Served: 5 years
1873 to January 24, 1878
About 3:30 a.m. on January 23, 1878, George Walker, a Cincinnati Enquirer employee, noticed a suspicious man standing in front of a physician’s residence at 30 Everett Street. Patrolmen James Farley and John Meyers, of the Oliver Street Station, ran that beat. Mr. Walker found the officers and reported his suspicions.
The patrolmen approached the suspicious man from opposite ends of Everett Street. Meyers arrived first with his revolver in hand, down at his side, when he heard a voice from behind a tree tell him, “Stand back or I’ll blow your brains out.” Meyers froze and the man came from behind the tree, walked up to him with the muzzle pointed at his face and said, “If you move your hand, I’ll shoot you dead.” Two other men ran from 30 Everett Street with pistols cocked.
Soon, Patrolman Farley arrived and was similarly surprised when two revolvers came from the darkness and appeared under his nose. The patrolmen were given a choice – flee or die. They fled.
When they were a distance away they blew their whistles for assistance. Patrolman Hunneman and Haller heard the call and responded, but too late to capture the burglars.
Later that day, the Board of Police Commissioners, in executive session, charged Patrolmen Farley and Meyers with Cowardice and summarily discharged them.
PATROLMAN KUNKEL’S MURDER
Just before 4 a.m. the next morning, January 24, 1878, four men were attempting to break into a home at 153 Dayton Street (now possibly 453 Dayton Street). A neighbor saw them and threw a flower pot to the ground from a 2nd floor window which alerted other neighbors. When a few men ran to see where the noise had come from, they were confronted by the four armed burglars who fired at them. The citizens ran for their lives west toward Linn Street.
At this time, Patrolman Kunkel, also of the Oliver Street Station, had been patrolling the east end of his beat which ran between Bank and York Streets from Linn Street to the Mill Creek. At Linn Street he met Sub-Patrolman T. J. Daugherty and Patrolman H. C. Davis who patrolled the east side of Linn Street. While they were talking, they heard the yelling and gunshots and saw the two men running toward and past them.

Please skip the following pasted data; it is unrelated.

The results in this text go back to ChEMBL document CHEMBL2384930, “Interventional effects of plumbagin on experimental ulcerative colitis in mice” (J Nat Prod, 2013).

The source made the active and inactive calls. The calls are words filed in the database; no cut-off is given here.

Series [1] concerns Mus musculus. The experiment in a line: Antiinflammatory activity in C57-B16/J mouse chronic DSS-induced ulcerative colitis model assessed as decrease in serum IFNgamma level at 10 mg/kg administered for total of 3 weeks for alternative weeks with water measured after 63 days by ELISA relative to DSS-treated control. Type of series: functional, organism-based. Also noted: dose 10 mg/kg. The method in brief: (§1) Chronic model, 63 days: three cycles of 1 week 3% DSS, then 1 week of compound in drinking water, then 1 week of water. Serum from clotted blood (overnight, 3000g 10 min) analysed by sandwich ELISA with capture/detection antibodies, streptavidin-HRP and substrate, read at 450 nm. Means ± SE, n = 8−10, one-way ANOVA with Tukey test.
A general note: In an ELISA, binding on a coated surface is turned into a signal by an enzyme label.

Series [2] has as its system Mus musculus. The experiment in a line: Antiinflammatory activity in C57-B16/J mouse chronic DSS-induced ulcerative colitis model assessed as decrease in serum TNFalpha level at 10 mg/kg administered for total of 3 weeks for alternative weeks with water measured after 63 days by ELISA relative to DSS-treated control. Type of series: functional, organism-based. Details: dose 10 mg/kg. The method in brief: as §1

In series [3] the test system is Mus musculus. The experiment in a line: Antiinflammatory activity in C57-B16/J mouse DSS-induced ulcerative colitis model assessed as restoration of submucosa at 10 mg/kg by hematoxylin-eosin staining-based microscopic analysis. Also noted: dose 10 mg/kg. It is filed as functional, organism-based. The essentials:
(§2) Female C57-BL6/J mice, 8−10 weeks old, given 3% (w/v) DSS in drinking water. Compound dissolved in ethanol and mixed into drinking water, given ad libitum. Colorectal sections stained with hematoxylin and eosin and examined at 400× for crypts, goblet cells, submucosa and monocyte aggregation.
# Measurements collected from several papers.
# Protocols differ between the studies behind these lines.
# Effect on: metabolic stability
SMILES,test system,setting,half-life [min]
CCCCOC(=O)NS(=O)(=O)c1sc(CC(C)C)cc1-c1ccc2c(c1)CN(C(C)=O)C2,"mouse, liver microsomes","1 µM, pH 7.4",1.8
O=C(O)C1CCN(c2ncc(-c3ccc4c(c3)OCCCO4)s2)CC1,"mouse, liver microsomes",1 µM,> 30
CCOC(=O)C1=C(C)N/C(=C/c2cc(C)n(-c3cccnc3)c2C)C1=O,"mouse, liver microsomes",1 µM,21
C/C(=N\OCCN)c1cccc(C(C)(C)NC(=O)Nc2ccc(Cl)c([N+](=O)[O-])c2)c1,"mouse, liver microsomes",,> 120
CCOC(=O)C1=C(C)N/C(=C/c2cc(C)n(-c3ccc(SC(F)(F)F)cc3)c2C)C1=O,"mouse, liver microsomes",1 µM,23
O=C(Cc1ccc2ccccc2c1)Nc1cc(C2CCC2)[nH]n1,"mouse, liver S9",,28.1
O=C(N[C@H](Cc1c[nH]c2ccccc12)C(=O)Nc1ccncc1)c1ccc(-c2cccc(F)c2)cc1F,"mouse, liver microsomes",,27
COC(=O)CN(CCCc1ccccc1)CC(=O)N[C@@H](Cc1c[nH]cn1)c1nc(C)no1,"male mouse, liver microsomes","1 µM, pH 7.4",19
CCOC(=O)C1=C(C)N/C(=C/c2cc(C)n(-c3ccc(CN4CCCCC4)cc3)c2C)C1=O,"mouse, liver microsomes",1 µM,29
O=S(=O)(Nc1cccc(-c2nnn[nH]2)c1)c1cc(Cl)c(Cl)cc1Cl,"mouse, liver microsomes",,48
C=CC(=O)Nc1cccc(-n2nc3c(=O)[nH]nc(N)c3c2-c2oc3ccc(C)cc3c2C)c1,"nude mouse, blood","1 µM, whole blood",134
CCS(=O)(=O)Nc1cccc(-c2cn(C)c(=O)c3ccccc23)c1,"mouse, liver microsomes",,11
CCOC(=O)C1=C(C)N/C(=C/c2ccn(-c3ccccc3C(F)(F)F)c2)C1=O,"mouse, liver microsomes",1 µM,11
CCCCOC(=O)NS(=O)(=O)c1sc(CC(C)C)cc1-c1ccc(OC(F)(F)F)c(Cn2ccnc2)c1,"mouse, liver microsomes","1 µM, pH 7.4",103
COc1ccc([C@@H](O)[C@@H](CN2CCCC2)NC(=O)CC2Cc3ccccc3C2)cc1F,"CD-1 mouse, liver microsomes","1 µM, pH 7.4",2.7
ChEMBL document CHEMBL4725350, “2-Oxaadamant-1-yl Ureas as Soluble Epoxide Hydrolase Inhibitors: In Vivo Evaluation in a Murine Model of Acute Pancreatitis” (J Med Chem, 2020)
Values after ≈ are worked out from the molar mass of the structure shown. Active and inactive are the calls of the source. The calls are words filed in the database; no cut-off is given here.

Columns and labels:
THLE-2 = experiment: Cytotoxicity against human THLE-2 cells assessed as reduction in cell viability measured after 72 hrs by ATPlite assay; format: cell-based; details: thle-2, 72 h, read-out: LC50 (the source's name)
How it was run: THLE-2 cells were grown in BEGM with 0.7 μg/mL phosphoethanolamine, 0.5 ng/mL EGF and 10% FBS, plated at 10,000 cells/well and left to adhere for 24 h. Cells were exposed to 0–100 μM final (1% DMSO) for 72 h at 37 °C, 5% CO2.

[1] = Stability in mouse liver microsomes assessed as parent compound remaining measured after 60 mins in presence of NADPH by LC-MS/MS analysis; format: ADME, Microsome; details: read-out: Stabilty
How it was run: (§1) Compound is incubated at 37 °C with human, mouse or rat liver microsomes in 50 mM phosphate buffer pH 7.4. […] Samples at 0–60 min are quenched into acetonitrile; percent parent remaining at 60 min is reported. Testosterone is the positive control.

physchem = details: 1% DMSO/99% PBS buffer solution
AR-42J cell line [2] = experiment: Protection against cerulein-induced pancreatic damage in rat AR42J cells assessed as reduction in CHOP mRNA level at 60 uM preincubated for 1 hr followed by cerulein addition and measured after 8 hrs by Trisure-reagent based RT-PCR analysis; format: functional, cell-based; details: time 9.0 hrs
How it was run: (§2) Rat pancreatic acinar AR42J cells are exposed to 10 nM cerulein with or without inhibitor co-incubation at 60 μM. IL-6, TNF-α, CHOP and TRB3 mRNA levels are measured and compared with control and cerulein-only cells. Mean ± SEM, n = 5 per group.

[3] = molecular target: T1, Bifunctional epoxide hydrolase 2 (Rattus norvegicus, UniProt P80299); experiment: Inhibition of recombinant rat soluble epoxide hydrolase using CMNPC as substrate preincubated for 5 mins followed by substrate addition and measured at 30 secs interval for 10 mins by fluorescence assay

The officers ran to the source of the commotion on Dayton Street with Patrolman Kunkel in front by a short distance. The four burglars fired at the patrolmen and the patrolmen fired back in a running gun battle that continued eastward. Patrolman Kunkel’s .22 caliber Hopkins and Allen revolver misfired all three times as he pulled the trigger. Daugherty fired all his shots.
Though both were now effectively unarmed, they continued the pursuit of the heavily armed burglars. When Kunkel arrived at No. 82 Dayton Street, P. B. Armstrong’s residence, one of the burglars raised a Colt Army .45 Caliber revolver, deliberately aimed, and shot Patrolman Kunkel in the abdomen. Patrolman Kunkel threw up his hands and yelled, “My God! I’m shot!” and fell to the ground. The bullet had penetrated his abdomen and a lung and lodged in the spinal column.
The other two officers went to his aid and the shooters fled west on Dayton Street. Patrolman Kunkel was taken into the Armstrong residence. Medical assistance was requested, but he died before help could arrive.
PATROLMAN KUNKEL’S OBITUARY
Patrolman Kunkel was predeceased by his partner, Patrolman Anthony Kemper and his brother-in-law, Patrolman Frank Schneider. Patrolman Kemper had been murdered almost two years before. Patrolman Schneider had recently died leaving his wife and five children destitute. So, Patrolman Kunkel moved his wife and son in with his sister’s family at No. 2 Riddle Street and provided for both families.
He was survived by his wife, Mary (32), son, William (9), and his sister and her family. His funeral was held at 2:30 p.m. on Sunday, January 27, 1878, at St. Augustine’s Church, 923 Bank Street. Mourners crowded Bank Street from Linn to Baymiller in a pelting rain. Patrolman Kunkel was then escorted to St. John’s Cemetery in St. Bernard.
Mary remarried two years later to Bernard Willinger, a corrections officer at the Cincinnati Workhouse. She died two decades later and was buried in St. Mary’s Cemetery in St. Bernard.
The murder investigation immediately focused on the “Everett Street Gang,” originally named after what was thought to be their first crimes on the 23rd. Further investigation revealed they were likely responsible also for previously reported burglaries in Mt. Auburn and at the northern end of Broadway.
For the entire day of the murder, the Police Department went out in force to canvass Cincinnati, Covington, and surrounding areas in order to locate the gang. Several suspects were detained for investigation. One was Dan Flannigan of 225 W. 6th Street.